The term “guidance” (or “preannouncement”) is defined as a projection or estimate for EPS provided by a company in advance of the company reporting actual results. Guidance is classified as negative if the estimate (or mid-point of a range estimates) provided by a company is lower than the mean EPS estimate the day before the guidance was issued. Guidance is classified as positive if the estimate (or mid-point of a range of estimates) provided by the company is higher than the mean EPS estimate the day before the guidance was issued.

At this point in time, 105 companies in the index have issued EPS guidance for Q1 2018. Of these 105 companies, 52 have issued negative EPS guidance and 53 have issued positive EPS guidance. The percentage of companies issuing negative EPS guidance is 50% (52 out of 105), which is well below the 5-year average of 74%.

If 53 is the final number of companies issuing positive EPS guidance for the first quarter, it will mark the highest number of S&P 500 companies issuing positive EPS guidance for a quarter since FactSet began tracking EPS guidance in Q2 2006.

Double-Digit Earnings Growth Expected to Continue in 2018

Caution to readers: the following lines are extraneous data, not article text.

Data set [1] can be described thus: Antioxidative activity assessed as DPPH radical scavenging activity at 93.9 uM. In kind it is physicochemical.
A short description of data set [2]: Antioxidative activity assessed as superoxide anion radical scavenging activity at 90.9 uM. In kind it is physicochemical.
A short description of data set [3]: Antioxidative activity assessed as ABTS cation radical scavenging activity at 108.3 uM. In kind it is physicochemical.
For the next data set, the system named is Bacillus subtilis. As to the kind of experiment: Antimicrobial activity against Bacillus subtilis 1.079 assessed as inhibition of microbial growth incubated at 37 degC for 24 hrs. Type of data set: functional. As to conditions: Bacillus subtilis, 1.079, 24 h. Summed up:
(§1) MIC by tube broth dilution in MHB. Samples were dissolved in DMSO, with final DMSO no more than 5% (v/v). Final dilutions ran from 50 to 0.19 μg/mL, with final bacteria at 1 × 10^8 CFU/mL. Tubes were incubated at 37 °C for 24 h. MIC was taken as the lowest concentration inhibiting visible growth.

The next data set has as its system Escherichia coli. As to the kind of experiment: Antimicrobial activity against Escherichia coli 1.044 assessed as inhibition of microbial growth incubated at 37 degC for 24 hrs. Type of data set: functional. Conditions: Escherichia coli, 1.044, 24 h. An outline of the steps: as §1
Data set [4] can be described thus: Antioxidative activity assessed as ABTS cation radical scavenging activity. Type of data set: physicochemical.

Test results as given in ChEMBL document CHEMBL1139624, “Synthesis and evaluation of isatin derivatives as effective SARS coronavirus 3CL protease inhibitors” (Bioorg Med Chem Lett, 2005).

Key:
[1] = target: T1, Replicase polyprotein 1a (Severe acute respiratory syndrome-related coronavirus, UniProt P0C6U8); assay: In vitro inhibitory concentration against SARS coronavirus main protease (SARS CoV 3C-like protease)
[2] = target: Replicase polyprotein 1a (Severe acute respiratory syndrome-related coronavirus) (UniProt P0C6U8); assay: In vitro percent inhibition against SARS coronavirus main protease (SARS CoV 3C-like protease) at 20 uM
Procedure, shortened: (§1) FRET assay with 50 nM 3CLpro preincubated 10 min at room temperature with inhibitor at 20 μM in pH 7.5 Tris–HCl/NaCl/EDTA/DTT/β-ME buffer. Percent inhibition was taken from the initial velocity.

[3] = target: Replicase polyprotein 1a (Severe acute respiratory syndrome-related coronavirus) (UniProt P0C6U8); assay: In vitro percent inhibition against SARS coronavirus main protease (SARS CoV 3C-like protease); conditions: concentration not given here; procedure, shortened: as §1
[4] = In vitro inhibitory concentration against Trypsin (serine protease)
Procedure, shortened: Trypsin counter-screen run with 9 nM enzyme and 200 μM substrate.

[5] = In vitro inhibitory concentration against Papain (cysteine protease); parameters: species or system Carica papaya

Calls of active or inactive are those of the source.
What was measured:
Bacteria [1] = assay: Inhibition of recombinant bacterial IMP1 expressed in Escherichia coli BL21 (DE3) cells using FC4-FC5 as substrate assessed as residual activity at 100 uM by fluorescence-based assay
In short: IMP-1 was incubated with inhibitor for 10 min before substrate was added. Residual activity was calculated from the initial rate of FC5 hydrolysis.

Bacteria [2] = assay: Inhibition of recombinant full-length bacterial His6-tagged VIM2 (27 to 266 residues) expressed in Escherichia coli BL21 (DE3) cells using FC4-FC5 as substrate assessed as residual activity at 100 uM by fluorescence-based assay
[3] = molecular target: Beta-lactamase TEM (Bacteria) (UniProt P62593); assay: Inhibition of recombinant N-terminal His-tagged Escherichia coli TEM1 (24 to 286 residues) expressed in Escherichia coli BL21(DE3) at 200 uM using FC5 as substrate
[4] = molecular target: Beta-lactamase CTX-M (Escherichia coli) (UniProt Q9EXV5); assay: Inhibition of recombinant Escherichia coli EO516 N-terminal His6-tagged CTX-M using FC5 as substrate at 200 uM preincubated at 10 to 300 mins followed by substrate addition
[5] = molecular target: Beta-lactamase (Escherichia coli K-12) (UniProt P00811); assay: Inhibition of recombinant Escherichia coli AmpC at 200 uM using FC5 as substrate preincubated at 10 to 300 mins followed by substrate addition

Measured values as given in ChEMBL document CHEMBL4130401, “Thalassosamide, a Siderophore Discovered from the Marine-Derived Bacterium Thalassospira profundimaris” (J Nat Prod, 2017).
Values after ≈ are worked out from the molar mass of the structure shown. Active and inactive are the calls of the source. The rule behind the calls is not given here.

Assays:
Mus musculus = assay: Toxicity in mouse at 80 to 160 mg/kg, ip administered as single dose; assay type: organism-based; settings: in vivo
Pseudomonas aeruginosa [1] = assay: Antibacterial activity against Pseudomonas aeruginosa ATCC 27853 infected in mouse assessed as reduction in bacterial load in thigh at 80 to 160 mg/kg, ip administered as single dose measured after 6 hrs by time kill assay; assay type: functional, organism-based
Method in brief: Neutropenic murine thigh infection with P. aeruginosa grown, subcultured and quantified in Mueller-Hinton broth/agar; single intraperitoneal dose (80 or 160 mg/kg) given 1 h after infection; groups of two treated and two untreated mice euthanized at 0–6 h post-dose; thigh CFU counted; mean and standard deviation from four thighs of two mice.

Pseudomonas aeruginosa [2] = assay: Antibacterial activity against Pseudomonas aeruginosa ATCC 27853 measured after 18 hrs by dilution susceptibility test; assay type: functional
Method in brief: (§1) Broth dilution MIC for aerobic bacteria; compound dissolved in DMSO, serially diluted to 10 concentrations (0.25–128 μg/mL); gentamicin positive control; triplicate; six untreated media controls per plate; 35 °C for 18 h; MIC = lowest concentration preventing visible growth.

For the first quarter, analysts are expecting companies to report earnings growth of 17.3% and revenue growth of 7.3%. Analysts currently expect earnings to grow at double-digit levels for the remainder of 2018.

For Q2 2018, analysts are projecting earnings growth of 19.1% and revenue growth of 7.7%.

For Q3 2018, analysts are projecting earnings growth of 20.9% and revenue growth of 6.4%.

For Q4 2018, analysts are projecting earnings growth of 17.1% and revenue growth of 5.6%.

For all of 2018, analysts are projecting earnings growth of 18.5% and revenue growth of 6.7%.

Valuation: Forward P/E Ratio is 16.1, above the 10-Year Average (14.3)

The forward 12-month P/E ratio is 16.1. This P/E ratio is equal to the 5-year average of 16.1, but above the 10-year average of 14.3. However, it is below the forward 12-month P/E ratio of 18.2 recorded at the start of the first quarter (December 31). Since the start of the first quarter, the price of the index has decreased by 2.6%, while the forward 12-month EPS estimate has increased by 9.9%.

Conclusion

If interest rates stabilize and earnings for the S&P 500 companies materialize, the markets should remain stable throughout 2018. We will keep a close watch on inflation, the Fed, corporate earnings and geopolitical events. It should be an interesting year.

 

Jamison Monroe
Chairman & CEO
Director of Consulting